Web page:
Dozens busted in federal gun and drug operation in Hickory - WBTV 3 News, Weather, Sports, and Traffic for Charlotte, NC

Dozens busted in federal gun and drug operation in Hickory

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HICKORY, NC (WBTV) -

A seven month long undercover sting operation in Hickory has led to federal indictments against 19 people and state charges against 9 others. All the charges relate to guns or drugs or both.

"Some of the people may face life in prison if convicted," said Hickory Police Chief Tom Adkins.

The goal of the investigation was to reduce gun violence that often comes with illegal drugs.

Federal investigators would not give details of the operation itself but the cases were built over a long period of time, they said on Tuesday. 

Those arrested were considered "street level" offenders, said one agent. Suspects were taken to the Hickory Police Department with those facing federal charges being transported in groups to Federal Court in Charlotte for an appearance before a judge.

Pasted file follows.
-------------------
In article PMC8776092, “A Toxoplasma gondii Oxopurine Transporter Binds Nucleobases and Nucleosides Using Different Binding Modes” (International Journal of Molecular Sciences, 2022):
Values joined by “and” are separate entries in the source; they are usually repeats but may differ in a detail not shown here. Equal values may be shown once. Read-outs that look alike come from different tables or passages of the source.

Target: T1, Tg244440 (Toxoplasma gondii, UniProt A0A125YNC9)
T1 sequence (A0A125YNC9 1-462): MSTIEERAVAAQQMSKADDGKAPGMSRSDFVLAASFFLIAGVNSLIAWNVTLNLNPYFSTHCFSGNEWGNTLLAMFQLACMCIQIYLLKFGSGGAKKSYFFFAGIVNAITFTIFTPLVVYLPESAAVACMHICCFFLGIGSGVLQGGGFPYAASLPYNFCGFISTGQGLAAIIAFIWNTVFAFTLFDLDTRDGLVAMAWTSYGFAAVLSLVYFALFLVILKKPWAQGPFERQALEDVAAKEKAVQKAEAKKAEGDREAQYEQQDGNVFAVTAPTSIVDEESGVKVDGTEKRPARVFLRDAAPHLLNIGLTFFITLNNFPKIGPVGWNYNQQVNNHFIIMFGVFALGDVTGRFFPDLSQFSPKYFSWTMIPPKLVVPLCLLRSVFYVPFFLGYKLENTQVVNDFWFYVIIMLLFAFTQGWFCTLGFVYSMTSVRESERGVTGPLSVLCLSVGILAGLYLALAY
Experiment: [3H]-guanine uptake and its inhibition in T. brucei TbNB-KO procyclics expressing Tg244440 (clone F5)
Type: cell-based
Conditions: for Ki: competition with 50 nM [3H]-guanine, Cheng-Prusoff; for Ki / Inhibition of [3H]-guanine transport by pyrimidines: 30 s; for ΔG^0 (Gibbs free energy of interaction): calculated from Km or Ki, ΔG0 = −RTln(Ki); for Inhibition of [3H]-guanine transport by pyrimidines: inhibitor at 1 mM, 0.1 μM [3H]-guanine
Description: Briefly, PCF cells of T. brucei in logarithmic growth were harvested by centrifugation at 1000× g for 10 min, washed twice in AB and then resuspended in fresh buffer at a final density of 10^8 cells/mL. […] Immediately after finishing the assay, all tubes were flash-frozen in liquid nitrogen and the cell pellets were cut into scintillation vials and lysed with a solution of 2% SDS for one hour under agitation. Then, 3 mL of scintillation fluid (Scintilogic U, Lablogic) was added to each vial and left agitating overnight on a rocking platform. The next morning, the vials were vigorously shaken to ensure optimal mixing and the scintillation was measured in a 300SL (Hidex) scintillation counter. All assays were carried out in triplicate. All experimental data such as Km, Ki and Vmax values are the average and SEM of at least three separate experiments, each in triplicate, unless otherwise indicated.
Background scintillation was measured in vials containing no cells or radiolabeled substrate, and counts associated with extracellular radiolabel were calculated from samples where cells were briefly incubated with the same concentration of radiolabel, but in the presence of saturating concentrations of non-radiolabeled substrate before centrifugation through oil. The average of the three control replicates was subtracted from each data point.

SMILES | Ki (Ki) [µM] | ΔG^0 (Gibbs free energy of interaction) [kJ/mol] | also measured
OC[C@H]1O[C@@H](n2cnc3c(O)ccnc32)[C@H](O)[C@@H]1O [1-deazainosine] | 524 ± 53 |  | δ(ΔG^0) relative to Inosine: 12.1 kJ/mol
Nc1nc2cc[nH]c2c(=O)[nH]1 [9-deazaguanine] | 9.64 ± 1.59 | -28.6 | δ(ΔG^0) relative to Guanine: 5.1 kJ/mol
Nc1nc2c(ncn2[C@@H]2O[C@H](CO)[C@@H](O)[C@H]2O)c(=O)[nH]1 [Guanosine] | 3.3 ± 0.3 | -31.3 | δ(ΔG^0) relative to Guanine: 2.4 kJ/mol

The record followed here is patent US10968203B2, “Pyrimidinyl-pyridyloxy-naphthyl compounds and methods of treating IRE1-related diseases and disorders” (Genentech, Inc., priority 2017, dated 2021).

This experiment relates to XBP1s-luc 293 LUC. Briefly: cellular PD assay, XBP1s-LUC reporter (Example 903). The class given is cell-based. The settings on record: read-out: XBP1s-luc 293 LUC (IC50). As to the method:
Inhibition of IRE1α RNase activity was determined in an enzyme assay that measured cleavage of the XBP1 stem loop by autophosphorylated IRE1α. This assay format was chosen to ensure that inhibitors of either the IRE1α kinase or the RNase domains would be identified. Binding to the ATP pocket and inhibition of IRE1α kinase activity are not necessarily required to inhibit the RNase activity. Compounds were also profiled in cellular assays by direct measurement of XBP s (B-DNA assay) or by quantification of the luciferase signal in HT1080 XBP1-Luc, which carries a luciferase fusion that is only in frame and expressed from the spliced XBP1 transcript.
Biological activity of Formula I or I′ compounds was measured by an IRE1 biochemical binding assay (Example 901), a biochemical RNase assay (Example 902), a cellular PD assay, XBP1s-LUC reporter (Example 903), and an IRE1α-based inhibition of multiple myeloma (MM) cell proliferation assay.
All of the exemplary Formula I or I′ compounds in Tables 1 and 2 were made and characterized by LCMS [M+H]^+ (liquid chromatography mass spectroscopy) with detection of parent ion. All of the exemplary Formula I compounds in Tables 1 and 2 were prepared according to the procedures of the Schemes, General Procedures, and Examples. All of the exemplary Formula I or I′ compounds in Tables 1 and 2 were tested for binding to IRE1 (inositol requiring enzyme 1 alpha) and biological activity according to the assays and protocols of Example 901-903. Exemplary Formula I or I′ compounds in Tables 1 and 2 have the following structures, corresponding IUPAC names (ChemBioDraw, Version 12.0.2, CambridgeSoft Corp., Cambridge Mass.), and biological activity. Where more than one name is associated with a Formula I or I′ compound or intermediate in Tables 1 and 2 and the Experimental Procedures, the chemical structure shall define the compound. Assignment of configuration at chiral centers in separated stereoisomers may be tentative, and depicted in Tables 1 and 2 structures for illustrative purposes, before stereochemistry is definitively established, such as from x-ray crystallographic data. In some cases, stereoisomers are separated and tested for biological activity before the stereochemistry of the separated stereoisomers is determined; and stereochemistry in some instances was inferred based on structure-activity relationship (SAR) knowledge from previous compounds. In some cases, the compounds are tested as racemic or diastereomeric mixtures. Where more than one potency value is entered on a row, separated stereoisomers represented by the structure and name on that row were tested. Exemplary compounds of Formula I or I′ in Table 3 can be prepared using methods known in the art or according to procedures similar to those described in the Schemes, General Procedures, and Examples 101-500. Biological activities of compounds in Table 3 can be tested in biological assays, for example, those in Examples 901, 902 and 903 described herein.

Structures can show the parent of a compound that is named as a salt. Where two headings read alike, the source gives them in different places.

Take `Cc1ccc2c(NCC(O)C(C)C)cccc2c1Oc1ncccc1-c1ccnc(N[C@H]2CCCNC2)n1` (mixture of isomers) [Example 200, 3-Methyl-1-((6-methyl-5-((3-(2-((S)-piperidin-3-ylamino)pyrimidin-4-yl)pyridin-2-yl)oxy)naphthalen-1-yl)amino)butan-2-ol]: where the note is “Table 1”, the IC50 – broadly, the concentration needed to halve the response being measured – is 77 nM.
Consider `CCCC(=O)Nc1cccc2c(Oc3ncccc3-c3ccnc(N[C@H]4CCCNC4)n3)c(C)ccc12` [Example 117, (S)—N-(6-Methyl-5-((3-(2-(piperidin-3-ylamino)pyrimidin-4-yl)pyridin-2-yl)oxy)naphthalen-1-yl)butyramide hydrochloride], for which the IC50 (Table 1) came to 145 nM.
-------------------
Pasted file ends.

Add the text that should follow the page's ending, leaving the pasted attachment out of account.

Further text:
The 9 others arrested on state warrants were taken to the Catawba County jail and will have a first appearance before a District Court judge later this week. 

At Thomas Street AME Zion church, in Conover, members feel prayers for a safer neighborhood are being answered.

The round up of suspects came during the second day of the fall revival.

Reverend Dwayne Tutt pastors to some of members living close to the drug dealing.

"Absolutely this is a step in the right direction. You have to continue to work at it" Tutt said. This community has a very strong watch group." 

Residents do feel threatened, and offering an opinion in a culture where snitching carries consequences means hiding ones face.

However, concern is expressed for the next generation from one resident who did not want to be identified.

He said, "We still have a lot of younger kids coming up. And we try to set the right example for them."

Officials say more arrests are possible. 53 handguns, 19 long rifles, and 10 shotguns were seized during the undercover operation as well as thousands of pills.

One agent said the federal shutdown happened during a critical part of the operation but no one stopped working despite not getting paid during the period.

Adkins believes the operation will have an effect on violent crime in the area and hopes it sends a message to anyone who might be involved in violence.

"We will not tolerate it in this community."

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